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New technology helping govt curb wildlife crime

Kathmandu, December 7, 2016: Use of modern technology has helped the government successfully curb wildlife crime in last five years.

The government started using technology for wildlife conservation only after it joined hands with Crime Investigation Bureau of Nepal Police to control wildlife crime in 2011.

“Until the government joined hands with CIB, technology had not been used to control wildlife crime. However, CIB encouraged the government to embrace new technologies.

It brought to use mobile tracking system, which has helped the authorities nab notorious poachers,” said Madhav Khadka, manager at WWF Nepal.

The government jointly with CIB then nabbed scores of poachers, including those on the Interpol’s list and Nepal finally succeeded in celebrating ‘first zero poaching year’ in 2011.

Nepal has so far celebrated four zero poaching years.

After successful use of mobile tracking system, a successful test of two Unmanned Aerial Vehicles (conservation drones), was carried out on 12 June 2012 in Chitwan National Park in Nepal’s Terai Arc Landscape.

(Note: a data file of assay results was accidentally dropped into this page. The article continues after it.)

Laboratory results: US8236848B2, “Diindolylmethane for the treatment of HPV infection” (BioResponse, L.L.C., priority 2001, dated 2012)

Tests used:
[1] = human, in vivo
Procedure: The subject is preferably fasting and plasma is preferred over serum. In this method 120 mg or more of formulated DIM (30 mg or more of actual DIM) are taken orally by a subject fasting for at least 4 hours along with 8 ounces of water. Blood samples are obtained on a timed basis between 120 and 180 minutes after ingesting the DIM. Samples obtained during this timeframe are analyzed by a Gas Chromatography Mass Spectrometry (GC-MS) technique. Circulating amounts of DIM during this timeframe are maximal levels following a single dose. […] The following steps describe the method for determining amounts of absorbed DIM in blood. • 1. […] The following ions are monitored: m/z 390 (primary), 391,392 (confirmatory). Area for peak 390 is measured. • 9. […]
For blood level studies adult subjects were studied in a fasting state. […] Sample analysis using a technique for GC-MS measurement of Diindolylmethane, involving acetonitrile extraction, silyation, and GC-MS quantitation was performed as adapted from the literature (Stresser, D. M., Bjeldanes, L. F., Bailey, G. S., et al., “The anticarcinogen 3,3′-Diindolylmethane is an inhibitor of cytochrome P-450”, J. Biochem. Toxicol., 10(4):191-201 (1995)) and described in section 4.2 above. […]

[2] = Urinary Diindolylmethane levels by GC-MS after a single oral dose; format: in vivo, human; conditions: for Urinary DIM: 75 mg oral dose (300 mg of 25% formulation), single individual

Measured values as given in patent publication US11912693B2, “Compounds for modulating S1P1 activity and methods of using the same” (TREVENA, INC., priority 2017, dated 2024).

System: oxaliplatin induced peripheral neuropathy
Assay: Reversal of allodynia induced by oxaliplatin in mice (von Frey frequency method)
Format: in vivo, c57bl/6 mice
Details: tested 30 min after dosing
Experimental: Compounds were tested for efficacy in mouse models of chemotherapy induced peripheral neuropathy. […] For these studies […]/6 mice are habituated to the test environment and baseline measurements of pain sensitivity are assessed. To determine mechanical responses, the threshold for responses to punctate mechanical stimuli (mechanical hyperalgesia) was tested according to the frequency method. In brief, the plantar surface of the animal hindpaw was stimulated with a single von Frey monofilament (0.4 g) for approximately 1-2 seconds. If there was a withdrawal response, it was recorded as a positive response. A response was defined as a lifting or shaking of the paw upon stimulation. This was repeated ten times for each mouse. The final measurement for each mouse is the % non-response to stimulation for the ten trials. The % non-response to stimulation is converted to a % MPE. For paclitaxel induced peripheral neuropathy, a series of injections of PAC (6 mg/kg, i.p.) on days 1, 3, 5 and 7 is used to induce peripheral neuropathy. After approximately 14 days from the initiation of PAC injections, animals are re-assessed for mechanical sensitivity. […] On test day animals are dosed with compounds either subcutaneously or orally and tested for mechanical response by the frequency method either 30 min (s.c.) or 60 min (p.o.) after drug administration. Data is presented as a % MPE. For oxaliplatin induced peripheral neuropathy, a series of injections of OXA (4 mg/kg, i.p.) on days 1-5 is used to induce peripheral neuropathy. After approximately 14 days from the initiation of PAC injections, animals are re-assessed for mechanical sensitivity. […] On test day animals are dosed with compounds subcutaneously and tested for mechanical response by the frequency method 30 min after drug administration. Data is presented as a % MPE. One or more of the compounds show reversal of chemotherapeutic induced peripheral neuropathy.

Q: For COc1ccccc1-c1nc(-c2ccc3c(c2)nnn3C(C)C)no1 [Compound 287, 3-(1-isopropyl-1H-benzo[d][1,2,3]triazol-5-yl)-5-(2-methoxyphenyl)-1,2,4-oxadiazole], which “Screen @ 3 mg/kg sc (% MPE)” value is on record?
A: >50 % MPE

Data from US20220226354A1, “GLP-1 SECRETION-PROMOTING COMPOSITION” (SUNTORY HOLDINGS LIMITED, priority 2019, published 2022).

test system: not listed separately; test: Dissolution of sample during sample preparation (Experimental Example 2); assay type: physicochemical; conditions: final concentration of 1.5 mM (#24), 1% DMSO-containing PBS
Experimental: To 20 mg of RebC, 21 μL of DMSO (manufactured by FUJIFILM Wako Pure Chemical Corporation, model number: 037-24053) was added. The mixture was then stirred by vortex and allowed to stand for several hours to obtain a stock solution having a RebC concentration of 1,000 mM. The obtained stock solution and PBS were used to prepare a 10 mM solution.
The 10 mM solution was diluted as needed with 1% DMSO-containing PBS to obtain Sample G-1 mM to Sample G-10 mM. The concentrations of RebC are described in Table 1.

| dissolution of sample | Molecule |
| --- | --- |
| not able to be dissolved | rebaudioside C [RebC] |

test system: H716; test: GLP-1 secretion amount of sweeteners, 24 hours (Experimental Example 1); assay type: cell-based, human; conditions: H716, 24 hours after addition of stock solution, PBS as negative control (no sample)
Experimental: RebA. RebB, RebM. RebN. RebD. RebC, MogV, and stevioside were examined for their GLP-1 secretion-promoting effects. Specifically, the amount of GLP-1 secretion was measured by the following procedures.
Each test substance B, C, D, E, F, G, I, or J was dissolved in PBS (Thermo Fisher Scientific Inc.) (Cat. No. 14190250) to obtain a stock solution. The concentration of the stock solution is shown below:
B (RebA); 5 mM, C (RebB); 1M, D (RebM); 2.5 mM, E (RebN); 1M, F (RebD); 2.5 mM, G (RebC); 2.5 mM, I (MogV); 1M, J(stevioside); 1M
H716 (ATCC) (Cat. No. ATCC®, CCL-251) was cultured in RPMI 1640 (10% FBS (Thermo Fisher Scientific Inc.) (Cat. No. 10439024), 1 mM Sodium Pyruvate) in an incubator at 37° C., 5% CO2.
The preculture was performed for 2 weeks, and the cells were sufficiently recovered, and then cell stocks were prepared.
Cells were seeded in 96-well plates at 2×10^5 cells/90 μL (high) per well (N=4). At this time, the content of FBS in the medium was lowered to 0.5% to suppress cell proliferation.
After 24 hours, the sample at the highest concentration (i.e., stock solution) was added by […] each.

That was introduced for the first time in Nepal by WWF Nepal with the support from WWF’s Asian Rhino and Elephant Action Strategy.

The remote-controlled conservation drone was equipped with cameras and Global Positioning System to help capture images and video from hard-to-reach areas thereby serving as a remarkable conservation tool.

With a width of two metres, the drone flies at a maximum elevation of 200 meters. It can cover a distance of up to 25 kilometers within 45 minutes.

Similarly, the government launched real time SMART patrolling in 2013 with the help of WWF Nepal to patrol each and every part of national parks and conservation areas.

SMART patrolling gives real time data of wildlife sighting, timber harvesting and illegal human activities through android mobile.

CCTV cameras and SMART eyes are also being used to monitor wildlife activities.

“Through CCTV, national park authorities can get live status of the site whereas SMART eyes technology has been just launched in collaboration with Nepal police that sends snapped pictures to the server at certain intervals,” Khadka added.

Similarly, four sniffer dogs are being trained in Chitwan National Park.

If everything goes fine, Nepal is poised to double its tiger population by 2018, four years earlier than the targeted year 2022.

Photo Courtesy: WWF Nepal